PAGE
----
Social media, cameras, sensors and more generate huge amounts of data that can overwhelm analysts sifting through it all for meaningful, actionable information to provide decision-makers such as political leaders and field commanders responding to security threats.
Sandia National Laboratories researchers are working to lessen that burden by developing the science to gather insights from data in nearly real time.
“The amount of data produced by sensors and social media is booming – every day there’s about 2.5 quintillion (or 2.5 billion billion) bytes of data generated,” said Tian Ma, a Sandia computer scientist and project co-lead. “About 90% of all data has been generated in the last two years – there’s more data than we have people to analyze. Intelligence communities are basically overwhelmed, and the problem is that you end up with a lot of data sitting on disks that could get overlooked.”
Sandia researchers worked with students at the University of Illinois Urbana-Champaign, an Academic Alliance partner, to develop analytical and decision-making algorithms for streaming data sources and integrated them into a nearly real-time distributed data processing framework using big data tools and computing resources at Sandia. The framework takes disparate data from multiple sources and generates usable information that can be acted on in nearly real time.
To test the framework, the researchers and the students used Chicago traffic data such as images, integrated sensors, tweets and streaming text to successfully measure traffic congestion and suggest faster driving routes around it for a Chicago commuter. The research team selected the Chicago traffic example because the data inputted has similar characteristics to data typically observed for national security purposes, said Rudy Garcia, a Sandia computer scientist and project co-lead.
Drowning in data
“We create data without even thinking about it,” said Laura Patrizi, a Sandia computer scientist and research team member, during a talk at the 2019 United States Geospatial Intelligence Foundation’s GEOINT Symposium. “When we walk around with our phone in our pocket or tweet about horrible traffic, our phone is tracking our location and can attach a geolocation to our tweet.”
To harness this data avalanche, analysts typically use big data tools and machine learning algorithms to find and highlight significant information, but the process runs on recorded data, Ma said.
“We wanted to see what can be analyzed with real-time data from multiple data sources, not what can be learned from mining historical data,” Ma said. “Actionable intelligence is the next level of data analysis where analysis is put into use for near-real-time decision-making. Success on this research will have a strong impact to many time-critical national security applications.”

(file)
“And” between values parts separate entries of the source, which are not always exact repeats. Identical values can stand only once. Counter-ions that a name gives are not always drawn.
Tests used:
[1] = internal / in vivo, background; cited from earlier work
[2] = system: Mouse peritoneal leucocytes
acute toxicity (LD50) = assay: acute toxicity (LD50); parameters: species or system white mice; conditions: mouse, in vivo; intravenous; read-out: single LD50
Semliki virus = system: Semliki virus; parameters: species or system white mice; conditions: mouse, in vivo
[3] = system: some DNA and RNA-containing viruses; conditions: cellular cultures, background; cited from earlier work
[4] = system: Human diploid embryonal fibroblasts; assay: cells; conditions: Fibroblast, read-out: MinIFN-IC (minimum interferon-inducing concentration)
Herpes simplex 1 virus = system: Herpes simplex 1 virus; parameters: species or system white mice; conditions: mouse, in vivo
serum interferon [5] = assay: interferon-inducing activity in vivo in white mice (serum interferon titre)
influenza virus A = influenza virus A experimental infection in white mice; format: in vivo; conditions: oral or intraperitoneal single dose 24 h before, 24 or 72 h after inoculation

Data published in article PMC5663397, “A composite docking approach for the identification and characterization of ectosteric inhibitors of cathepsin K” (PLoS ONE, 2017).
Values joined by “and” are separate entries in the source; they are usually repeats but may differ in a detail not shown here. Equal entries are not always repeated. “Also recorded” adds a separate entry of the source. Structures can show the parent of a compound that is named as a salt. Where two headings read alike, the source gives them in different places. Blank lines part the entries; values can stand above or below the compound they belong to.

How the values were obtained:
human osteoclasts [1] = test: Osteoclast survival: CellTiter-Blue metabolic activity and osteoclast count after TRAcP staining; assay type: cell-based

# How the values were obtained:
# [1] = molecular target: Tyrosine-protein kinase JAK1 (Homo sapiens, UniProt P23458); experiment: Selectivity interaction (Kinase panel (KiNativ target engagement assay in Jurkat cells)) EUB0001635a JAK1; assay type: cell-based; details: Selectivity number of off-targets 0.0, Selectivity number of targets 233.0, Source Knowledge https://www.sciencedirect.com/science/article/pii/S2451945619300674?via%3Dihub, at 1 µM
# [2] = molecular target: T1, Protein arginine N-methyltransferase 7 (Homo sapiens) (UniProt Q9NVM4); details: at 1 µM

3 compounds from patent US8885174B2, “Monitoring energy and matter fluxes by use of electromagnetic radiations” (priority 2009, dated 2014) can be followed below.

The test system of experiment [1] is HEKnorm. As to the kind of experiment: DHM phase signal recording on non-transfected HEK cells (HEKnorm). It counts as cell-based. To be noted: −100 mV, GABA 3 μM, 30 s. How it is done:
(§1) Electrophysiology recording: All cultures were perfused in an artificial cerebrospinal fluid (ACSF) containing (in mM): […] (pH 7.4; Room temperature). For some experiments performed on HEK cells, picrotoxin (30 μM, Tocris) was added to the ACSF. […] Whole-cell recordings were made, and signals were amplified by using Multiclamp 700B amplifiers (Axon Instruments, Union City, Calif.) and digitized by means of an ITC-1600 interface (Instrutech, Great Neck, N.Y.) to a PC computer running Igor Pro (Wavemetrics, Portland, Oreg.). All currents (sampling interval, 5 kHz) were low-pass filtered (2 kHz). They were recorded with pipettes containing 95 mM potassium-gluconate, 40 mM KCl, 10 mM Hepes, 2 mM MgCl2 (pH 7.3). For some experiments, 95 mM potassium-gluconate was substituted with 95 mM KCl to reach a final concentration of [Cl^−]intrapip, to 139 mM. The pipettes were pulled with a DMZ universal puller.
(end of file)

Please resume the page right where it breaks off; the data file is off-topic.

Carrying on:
Building a data processing framework
The team stacked distributed technologies into a series of data processing pipelines that ingest, curate and index the data. The scientists wrangling the data specified how the pipelines should acquire and clean the data.
“Each type of data we ingest has its own data schema and format,” Garcia said. “In order for the data to be useful, it has to be curated first so it can be easily discovered for an event.”
Hortonworks Data Platform, running on Sandia’s computers, was used as the software infrastructure for the data processing and analytic pipelines. Within Hortonworks, the team developed and integrated Apache Storm topologies for each data pipeline. The curated data was then stored in Apache Solr, an enterprise search engine and database. PyTorch and Lucidwork’s Banana were used for vehicle object detection and data visualization.
Finding the right data
“Bringing in large amounts of data is difficult, but it’s even more challenging to find the information you’re really looking for,” Garcia said. “For example, during the project we would see tweets that say something like ‘Air traffic control has kept us on the ground for the last hour at Midway.’ Traffic is in the tweet, but it’s not relevant to freeway traffic.”
To determine the level of traffic congestion on a Chicago freeway, ideally the tool could use a variety of data types, including a traffic camera showing flow in both directions, geolocated tweets about accidents, road sensors measuring average speed, satellite imagery of the areas and traffic signs estimating current travel times between mileposts, said Forest Danford, a Sandia computer scientist and research team member.
“However, we also get plenty of bad data like a web camera image that’s hard to read, and it is rare that we end up with many different data types that are very tightly co-located in time and space,” Danford said. “We needed a mechanism to learn on the 90 million-plus events (related to Chicago traffic) we’ve observed to be able to make decisions based on incomplete or imperfect information.”
The team added a traffic congestion classifier by training merged computer systems modeled on the human brain on features extracted from labeled images and tweets, and other events that corresponded to the data in time and space. The trained classifier was able to generate predictions on traffic congestion based on operational data at any given time point and location, Danford said.
Professors Minh Do and Ramavarapu Sreenivas and their students at UIUC worked on real-time object and image recognition with web-camera imaging and developed robust route planning processes based off the various data sources.
“We’re trying to make data discoverable, accessible and usable,” Garcia said.
The Sandia team is transferring the architecture, analytics and lessons learned in Chicago to other projects and will continue to investigate analytic tools, make improvements to the object recognition model and work to generate meaningful, actionable intelligence.